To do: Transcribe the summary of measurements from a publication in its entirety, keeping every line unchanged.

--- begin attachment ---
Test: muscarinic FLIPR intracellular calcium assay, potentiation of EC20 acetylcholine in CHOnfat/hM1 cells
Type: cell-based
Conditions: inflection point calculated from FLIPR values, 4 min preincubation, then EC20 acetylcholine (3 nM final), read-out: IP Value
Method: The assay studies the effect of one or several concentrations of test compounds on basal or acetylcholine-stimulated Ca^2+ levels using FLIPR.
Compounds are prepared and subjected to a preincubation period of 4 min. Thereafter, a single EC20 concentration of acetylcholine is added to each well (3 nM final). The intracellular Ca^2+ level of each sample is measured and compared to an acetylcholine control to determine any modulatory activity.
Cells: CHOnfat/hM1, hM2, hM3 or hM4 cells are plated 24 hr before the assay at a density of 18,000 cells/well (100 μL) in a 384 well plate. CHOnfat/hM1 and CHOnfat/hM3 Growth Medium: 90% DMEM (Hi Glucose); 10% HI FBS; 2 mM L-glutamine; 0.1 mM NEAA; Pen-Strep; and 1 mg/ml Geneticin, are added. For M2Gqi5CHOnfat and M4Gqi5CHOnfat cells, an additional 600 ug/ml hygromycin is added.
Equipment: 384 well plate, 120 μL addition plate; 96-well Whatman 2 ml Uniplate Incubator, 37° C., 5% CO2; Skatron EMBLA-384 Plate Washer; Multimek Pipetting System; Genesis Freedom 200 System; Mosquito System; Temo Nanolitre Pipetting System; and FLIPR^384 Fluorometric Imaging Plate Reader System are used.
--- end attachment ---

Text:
Test: muscarinic FLIPR intracellular calcium assay, potentiation of EC20 acetylcholine in CHOnfat/hM1 cells
Type: cell-based
Conditions: inflection point calculated from FLIPR values, 4 min preincubation, then EC20 acetylcholine (3 nM final), read-out: IP Value
Method: The assay studies the effect of one or several concentrations of test compounds on basal or acetylcholine-stimulated Ca^2+ levels using FLIPR.
Compounds are prepared and subjected to a preincubation period of 4 min. Thereafter, a single EC20 concentration of acetylcholine is added to each well (3 nM final). The intracellular Ca^2+ level of each sample is measured and compared to an acetylcholine control to determine any modulatory activity.
Cells: CHOnfat/hM1, hM2, hM3 or hM4 cells are plated 24 hr before the assay at a density of 18,000 cells/well (100 μL) in a 384 well plate. CHOnfat/hM1 and CHOnfat/hM3 Growth Medium: 90% DMEM (Hi Glucose); 10% HI FBS; 2 mM L-glutamine; 0.1 mM NEAA; Pen-Strep; and 1 mg/ml Geneticin, are added. For M2Gqi5CHOnfat and M4Gqi5CHOnfat cells, an additional 600 ug/ml hygromycin is added.
Equipment: 384 well plate, 120 μL addition plate; 96-well Whatman 2 ml Uniplate Incubator, 37° C., 5% CO2; Skatron EMBLA-384 Plate Washer; Multimek Pipetting System; Genesis Freedom 200 System; Mosquito System; Temo Nanolitre Pipetting System; and FLIPR^384 Fluorometric Imaging Plate Reader System are used.